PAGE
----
Saturday, September 27, 2008

BSO - Bernstein & Mahler - 09/25/08

Conductor: Marin Alsop
Bernstein: Symphony No 1 (Jeremiah)
Mahler: Symphony No 1 (Titan)

Last Thursday evening I was finally back at the Music Center at Strathmore for my first concert of the season by the Baltimore Symphony Orchestra, which is their third of the new season. The program cleverly combined two major pieces by two musical giants without whom classical music wouldn't be what it is today: Leonard Bernstein's Symphony No 1 (Jeremiah) and Gustav Mahler’s Symphony No 1 (Titan). There are many obvious reasons for this association to happen: both men were composers, conductors, Jewish, and struggling with their faith. Among his many other accomplishments, Bernstein can boast of having reintroduced Mahler to the world, and he also was a mentor to Marin Alsop, the current conductor and music director of the BSO. This year, he would have turned 90 years old and a lot of activities have been planned to mark this milestone by the BSO, of course, but also by the New York Philharmonic Orchestra, with which he had a relationship for most of his professional life, not to mention special programs at Carnegie Hall.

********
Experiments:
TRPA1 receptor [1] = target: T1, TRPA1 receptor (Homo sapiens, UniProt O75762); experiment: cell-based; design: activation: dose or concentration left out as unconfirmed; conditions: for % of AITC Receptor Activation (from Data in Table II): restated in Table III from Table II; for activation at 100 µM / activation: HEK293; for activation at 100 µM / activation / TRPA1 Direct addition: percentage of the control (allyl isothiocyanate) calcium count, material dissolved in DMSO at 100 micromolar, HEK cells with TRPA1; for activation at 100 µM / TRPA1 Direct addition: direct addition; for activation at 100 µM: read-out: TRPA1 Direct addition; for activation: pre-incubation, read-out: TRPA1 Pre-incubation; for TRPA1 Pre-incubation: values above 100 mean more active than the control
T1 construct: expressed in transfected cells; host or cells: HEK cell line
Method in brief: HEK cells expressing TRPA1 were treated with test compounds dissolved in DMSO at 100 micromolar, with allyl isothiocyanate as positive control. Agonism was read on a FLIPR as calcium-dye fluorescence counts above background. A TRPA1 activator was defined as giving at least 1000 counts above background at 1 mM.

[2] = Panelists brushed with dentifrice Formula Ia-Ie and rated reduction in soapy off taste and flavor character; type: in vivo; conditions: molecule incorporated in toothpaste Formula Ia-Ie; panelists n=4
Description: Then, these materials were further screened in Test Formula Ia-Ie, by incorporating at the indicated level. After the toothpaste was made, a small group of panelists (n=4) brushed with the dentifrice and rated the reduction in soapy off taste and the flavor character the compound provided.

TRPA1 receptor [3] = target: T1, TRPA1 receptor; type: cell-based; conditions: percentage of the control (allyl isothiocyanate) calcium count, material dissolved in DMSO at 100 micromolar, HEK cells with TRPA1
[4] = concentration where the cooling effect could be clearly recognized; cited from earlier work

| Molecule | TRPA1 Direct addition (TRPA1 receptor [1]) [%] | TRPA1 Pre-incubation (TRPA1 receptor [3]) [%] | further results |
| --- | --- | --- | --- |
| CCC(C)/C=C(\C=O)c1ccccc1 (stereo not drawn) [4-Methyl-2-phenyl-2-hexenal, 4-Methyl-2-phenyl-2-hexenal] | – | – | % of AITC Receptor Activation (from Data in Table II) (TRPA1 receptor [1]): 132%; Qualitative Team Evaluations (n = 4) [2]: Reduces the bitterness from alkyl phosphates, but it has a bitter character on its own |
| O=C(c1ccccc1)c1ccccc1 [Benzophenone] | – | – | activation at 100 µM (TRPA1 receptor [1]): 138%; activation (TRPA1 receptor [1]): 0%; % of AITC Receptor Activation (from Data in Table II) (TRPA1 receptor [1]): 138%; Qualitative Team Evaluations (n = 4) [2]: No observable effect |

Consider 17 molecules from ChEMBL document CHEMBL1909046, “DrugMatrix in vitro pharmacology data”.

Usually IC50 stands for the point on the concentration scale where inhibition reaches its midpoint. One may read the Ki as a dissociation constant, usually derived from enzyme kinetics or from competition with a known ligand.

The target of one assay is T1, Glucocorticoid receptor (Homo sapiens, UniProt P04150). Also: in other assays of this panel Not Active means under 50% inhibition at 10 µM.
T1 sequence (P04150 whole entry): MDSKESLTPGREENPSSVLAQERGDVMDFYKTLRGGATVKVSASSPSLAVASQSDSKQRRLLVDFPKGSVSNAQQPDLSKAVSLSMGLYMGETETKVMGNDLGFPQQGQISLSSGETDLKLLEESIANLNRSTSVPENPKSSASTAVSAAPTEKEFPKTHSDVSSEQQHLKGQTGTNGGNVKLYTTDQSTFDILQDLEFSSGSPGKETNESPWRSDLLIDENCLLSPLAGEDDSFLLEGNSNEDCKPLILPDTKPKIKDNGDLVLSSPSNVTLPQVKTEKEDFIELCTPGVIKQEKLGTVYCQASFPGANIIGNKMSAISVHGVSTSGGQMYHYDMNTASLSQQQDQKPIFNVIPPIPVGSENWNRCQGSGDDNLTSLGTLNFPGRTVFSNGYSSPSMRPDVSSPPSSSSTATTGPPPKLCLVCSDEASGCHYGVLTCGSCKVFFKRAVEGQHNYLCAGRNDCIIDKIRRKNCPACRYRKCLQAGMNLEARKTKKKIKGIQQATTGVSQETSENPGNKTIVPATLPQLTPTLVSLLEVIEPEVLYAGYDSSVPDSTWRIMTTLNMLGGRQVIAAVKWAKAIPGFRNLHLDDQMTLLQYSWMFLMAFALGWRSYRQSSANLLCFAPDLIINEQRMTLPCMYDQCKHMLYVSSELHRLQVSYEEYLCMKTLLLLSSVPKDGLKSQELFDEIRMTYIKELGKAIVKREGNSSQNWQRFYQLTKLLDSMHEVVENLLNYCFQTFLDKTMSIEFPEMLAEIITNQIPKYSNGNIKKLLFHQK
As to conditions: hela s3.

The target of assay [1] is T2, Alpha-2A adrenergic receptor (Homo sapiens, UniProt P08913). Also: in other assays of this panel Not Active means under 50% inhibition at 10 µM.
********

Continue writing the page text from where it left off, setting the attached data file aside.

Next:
Written and performed by Bernstein when he was only 25, his Jeremiah symphony is a stunningly mature piece of work. Deeply rooted in Jewish history (it recalls the fall of Jerusalem to the Babylonians), its three movements are eloquently titled Prophesy, Profanation, and Lamentation. After a short introduction, Maestra Alsop led her musicians through a thoughtful performance of the 30-minute symphony, stressing out the hovering voice of the prophet, the merciless destruction and ensuing chaos, and finally the minuscule glimmer of hope in the quiet finish. During the third movement, she was ably accompanied by Kelley O’Connor, whose subtle but powerful mezzo-soprano voice ably highlighted the pain and suffering brought by senseless violence.